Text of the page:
The last voters at Texas Southern University, a historically black university, ultimately spent nearly an entire workday waiting in line to cast their ballots, nearly five hours after polls closed.
From the sunlit atrium of the science building on campus, former Vice President Joe Biden asked Texas Southern University for an assist.
It was election day eve, and Biden was visiting the university just days after black voters in South Carolina had forcefully revived his presidential bid. That Biden had chosen to spend precious hours at Texas Southern ahead of Super Tuesday seemed to signal he hoped to make the historically black college and the community it represented a nexus between his last pivotal win and the next crucial test of his campaign.
“Tomorrow, Texas is going to speak,” Biden said to a raucous throng of supporters surrounding him. “I think we’re going to do well here in Texas with the help of all of you. I’m asking you for your vote. I’m asking you for your support because I’ve got to earn it.
Not even 24 hours later, a university forged during segregation would instead become the epicenter of the challenges and complications often faced by communities of color when they attempt to make themselves heard in Texas. Too few voting machines — and technical failures of aging equipment. Insufficient training of election workers. A shoddy system reporting incorrect wait times that routed voters to crowded locations. Long lines that only grew — initially wrapping through a campus library and eventually out into a courtyard — as voters rushed to jump in line before polls closed.
Wait times for voters in the queue, students and other residents of Houston’s Third Ward extended past the four-hour, then five-hour, then six-hour marks. The last voters at the polling place on campus would ultimately spend nearly an entire workday waiting in line to cast their ballots, almost five hours after polls closed.
The excessive wait times were not limited to college campuses or even to the Houston area. But Texas Southern University easily saw the worst of it as a result of a sort of perfect electoral storm in which state voting policy ran into local political disputes that were then met by an unexpected surge in Democratic voters — all at the expense of voters in a predominantly black community.
“People fought and died for me to have this right”
The signs that trouble was brewing at Texas Southern University came even before polls closed.
On his way out of Midtown, where he works for a financial corporation, Steven Currie pulled up the Harris County website to find the nearest polling location with the shortest wait time. The website steered him toward the college campus, which was conveniently just 10 minutes away from home.
But as soon as he arrived, he realized something was amiss. Currie stepped into the line around 5:15 p.m., when the stream of voters already stretched out the front door of the library. It would take him an hour just to get inside the building; he had another three hours to go before he made it to the front of the line.
“I got there and I immediately wanted to turn around, but they were handing out snacks,” Currie said jokingly.
Currie wasn’t the only voter that put too much faith in the county’s wait time system, which election workers were supposed to be updating every 25 minutes. Students from the University of Houston looking to avoid the crowded polling site near their campus made the short trek to Texas Southern.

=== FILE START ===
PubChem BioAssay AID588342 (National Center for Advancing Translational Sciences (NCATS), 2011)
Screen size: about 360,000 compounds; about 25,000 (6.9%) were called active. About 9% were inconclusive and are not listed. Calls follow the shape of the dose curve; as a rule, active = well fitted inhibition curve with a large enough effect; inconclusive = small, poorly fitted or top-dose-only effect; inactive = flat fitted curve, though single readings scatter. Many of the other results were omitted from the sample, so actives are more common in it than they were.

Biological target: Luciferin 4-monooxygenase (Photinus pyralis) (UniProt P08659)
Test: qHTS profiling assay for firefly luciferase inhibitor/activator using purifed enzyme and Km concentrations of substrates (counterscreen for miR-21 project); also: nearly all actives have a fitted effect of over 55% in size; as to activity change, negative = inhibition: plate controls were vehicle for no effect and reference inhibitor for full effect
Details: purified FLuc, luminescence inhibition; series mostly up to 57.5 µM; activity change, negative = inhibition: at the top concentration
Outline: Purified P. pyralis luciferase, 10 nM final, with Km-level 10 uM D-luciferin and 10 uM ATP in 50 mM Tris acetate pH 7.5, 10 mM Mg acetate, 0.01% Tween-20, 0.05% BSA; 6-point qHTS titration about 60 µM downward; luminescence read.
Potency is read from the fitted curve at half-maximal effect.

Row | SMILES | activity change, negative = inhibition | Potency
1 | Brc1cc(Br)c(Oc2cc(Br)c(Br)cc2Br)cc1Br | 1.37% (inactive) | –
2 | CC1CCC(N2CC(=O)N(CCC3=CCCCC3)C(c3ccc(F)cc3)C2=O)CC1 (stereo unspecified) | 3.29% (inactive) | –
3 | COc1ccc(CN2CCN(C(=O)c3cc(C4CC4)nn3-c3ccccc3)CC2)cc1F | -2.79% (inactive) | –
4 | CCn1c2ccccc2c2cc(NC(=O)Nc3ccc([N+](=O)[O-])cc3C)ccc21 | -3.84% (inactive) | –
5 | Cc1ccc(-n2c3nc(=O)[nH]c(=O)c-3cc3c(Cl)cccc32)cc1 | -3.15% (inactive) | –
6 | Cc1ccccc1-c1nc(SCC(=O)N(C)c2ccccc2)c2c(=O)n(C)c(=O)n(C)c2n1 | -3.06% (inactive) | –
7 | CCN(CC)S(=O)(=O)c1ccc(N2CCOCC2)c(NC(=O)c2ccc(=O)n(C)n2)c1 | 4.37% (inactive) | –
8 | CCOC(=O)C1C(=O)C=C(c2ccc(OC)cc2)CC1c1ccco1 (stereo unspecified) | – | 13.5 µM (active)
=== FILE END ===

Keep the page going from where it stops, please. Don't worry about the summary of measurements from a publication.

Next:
“People were told, especially looking online, they said there would be a two-hour wait line, max,” said Francesa Ervin, a University of Houston graduate student who waited nearly five hours to vote at Texas Southern. “But all of those times were incorrect, so people come after work, and at that point they’re stuck because they can’t make it to another poll.”
The line at Texas Southern moved frustratingly slow. Just 10 polling machines had been allocated for voters looking to participate in the Democratic primary. It hadn’t been much of a problem during the early voting period, when an average of just 50 people came through the polling place a day, county officials said.
But the election day line was several hundred deep even before polls closed. County officials hustled to get 14 additional machines to the university. Other backup machines were allocated to other busy polling sites. Voters waiting in line at Texas Southern clapped and cheered when they saw the extra equipment go by, only to face a standstill soon after. Voting had to be temporarily suspended to get all of the machines synced up.
As the night dragged on — and the presidential race tightened — the Biden campaign ordered pizza and passed out water in hopes of keeping as many voters as it could in line. A saxophone player seemingly hoping to keep up voters’ morale offered a jazzy soundtrack to the affair.
Currie didn’t need any of that to stick it out over four and a half hours, but the university proved to be a poignant backdrop.
“People like my grandparents weren’t able to do this. People fought and died for me to have this right,” said Currie, who is black. “I would feel bad knowing the history of black people and voting and me having the opportunity to do it and then not voting.”
A broader political divide
All the while, 10 voting machines sat idle on the Republican side of the polling place.
Months before, the Democratic and Republican county parties had been unable to agree to hold a joint primary, which would have allowed voters to share machines preloaded with ballots for both parties.
The Harris County Democratic Party had agreed to the setup, but the Harris County GOP refused, citing in part the long lines Republican voters would have to wait through amid increased turnout for the pitched Democratic presidential primary.
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